A key issue is whether FSM’s CTF drawdowns can replace US Compact grants, which are projected to be approximately $83 million in 2023. Figure 18 shows that, on average, the drawdown rules based on the current A, B, and C account structure can be expected to produce drawdowns that start close to the 2023 Compact grant amount but decrease over time due to the diminishing real value of FSM’s CTF under this structure. Conversely, the drawdown rules based on fixed-percentage drawdowns can be expected to produce drawdowns that start at a lower, more sustainable level and increase over time.

Figure 18 reflects the points made above in relation to the reduction in revenue.

Although such a reduction is likely to occur in 2024 for the Alternative 2 strategies, the declining black line in Figure 18 reflects the fact that the reduction is still likely to happen under the current structure. In particular, the smoothness of the black line above (which represents an average) belies the unpredictability of drawdowns the FSM may experience,

*Modeling Results for the Federated States of Micronesia*

Figure 18: Average Drawdowns Over Time on the Federated States of Micronesia’s Compact Trust Fund (in 2023 dollars)

2024 2025

2026

2027 2028 2029 2030 2031 2032

2033 2034 2035 2036 203 7

Alternative 1: A, B and C accounts with target drawdown of $70 million Current strategy: A, B and C accounts with target drawdown of $83 million

Alternative 2: 3.5% of fund drawn down Alternative 2: 4% of fund drawn down

Average drawdowns ($ million)

Note: Due to the drawdowns from the FSM Trust Fund (FSMTF), the total expected drawdowns under the current structure in the first year exceed the $83 million Compact Trust Fund (CTF) target. To model the FSMTF consistently between different alternatives, drawdowns from the FSMTF are modeled as independent of CTF drawdowns.

Source: Author modeling and calculation. Modeling assumptions are set out in Appendix 1.

as per Figure 16. Thus, it is not clear that delaying the reduction by maintaining the current
*structure is a good choice. This issue is explored in more detail under Potential Fiscal Cliff for *
*the Federated States of Micronesia later in this chapter.*

Taking a step back, it appears that the A, B, and C account structure has been designed to try to reliably replace Compact grants while protecting the value of the A account. However, the modeling and analysis reveal some unexpected and unintended consequences.

In Table 12, the same modeling results are provided for two additional types of drawdown strategies, to discover a set of rules that further improve the contribution of FSM’s CTF to the budgetary objectives of the FSM. The drawdown strategies are as follows:

• Alternative 3. The fixed-percentage drawdowns of Alternative 2 achieve greater sustainability by making drawdowns sensitive to the size of FSM’s CTF. However, there is still scope for reducing the volatility of drawdowns. Alternative 3 attempts to realize such improvements. It is the same as Alternative 2 except that, instead of drawdowns being calculated as a fixed percentage of the current CTF size, they are calculated as a fixed percentage of the average size over the last 3 years. This is designed to lead to a smoother drawdown progression, since the averaging allows some of the volatility of the size of FSM’s CTF to cancel itself out.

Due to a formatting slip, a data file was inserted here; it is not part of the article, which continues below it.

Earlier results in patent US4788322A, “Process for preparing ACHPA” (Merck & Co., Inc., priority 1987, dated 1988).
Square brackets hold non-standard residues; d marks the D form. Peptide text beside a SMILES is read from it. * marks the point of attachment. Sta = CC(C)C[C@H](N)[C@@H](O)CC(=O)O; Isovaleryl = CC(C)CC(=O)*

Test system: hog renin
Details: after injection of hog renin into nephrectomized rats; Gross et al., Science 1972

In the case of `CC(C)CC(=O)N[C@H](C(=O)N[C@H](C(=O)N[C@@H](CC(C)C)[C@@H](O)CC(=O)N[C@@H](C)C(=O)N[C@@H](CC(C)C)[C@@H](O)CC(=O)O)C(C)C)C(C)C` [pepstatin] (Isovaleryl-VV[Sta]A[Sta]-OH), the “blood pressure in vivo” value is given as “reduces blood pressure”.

• Alternative 4. Alternatives 2 and 3 discard the A, B, and C account structure.

Alternative 4 keeps the existing structure but builds on it by making it more similar to Alternative 3. Specifically,

i. the drawdown target is changed from being a fixed real dollar amount to being a fixed percentage of the average of FSM’s CTF value over the last 3 years; and ii. the maximum size of account C is capped at three times the target drawdown

amount, instead of being capped at three times the 2023 US Compact grant amount (the previous target drawdown amount).

Trust Funds and Fiscal Risks in the North Paciﬁ c

Table 12: Modeling of the Federated States of Micronesia’s Compact Trust Fund Drawdown Rules, Alternatives 3 and 4 where drawdowns fall by

more than:
*Alternative III: Drawdown defined as % of average CTF size over the last 3 years*

3.5% 57.7 11.7 0.3 0.1 0.0 64 40.8 9.0

4.0% 61.4 12.4 0.3 0.1 0.0 58 35.6 7.8

4.5% 64.3 13.1 0.4 0.1 0.0 52 30.4 6.7

*Alternative IV: Same as current structure but with target drawdown defined as % of average CTF size *
*over the last 3 years*

3.5% 57.2 11.6 0.7 0.4 0.1 66 40.9 9.0

4.0% 60.8 12.3 0.9 0.4 0.1 60 35.7 7.8

4.5% 63.8 12.9 1.0 0.5 0.1 54 30.5 6.7

Previous results, for comparison:

*Current structure: Existing A, B, and C account structure, real drawdown target in 2023 dollars of $83m*

$83 million 60.5 12.5 3.7 2.6 0.3 22 N

*Alternative I: Existing A, B, and C account structure, real drawdown target in 2023 dollars of:*

$41 million 41.8 8.5 0.6 0.0 0.0 54 36.3 8.0

$58 million 51.8 10.6 1.7 0.9 0.0 38 20.0 4.4

$70 million 56.9 11.7 2.6 1.7 0.1 29 7.8 1.7

*Alternative II: Simplified structure, fixed % of CTF drawn down each year*

3.5% 59.0 12.0 1.1 0.4 0.1 63 36.3 8.0

4.0% 62.4 12.7 1.3 0.4 0.1 57 30.5 6.7

4.5% 65.1 13.2 1.4 0.5 0.1 50 24.7 5.4

CTF = Compact Trust Fund, GDP = gross domestic product, N = none (reduction may occur later).

Results in the above table summarise model outcomes across both time and simulations.

a In 2023 dollars.

Source: Author modeling and calculation. Modeling assumptions are set out in Appendix 1.

*Modeling Results for the Federated States of Micronesia*

The modeling results for Alternatives 3 and 4 are presented in Table 12. The

The modeling results for Alternatives 3 and 4 are presented in Table 12. The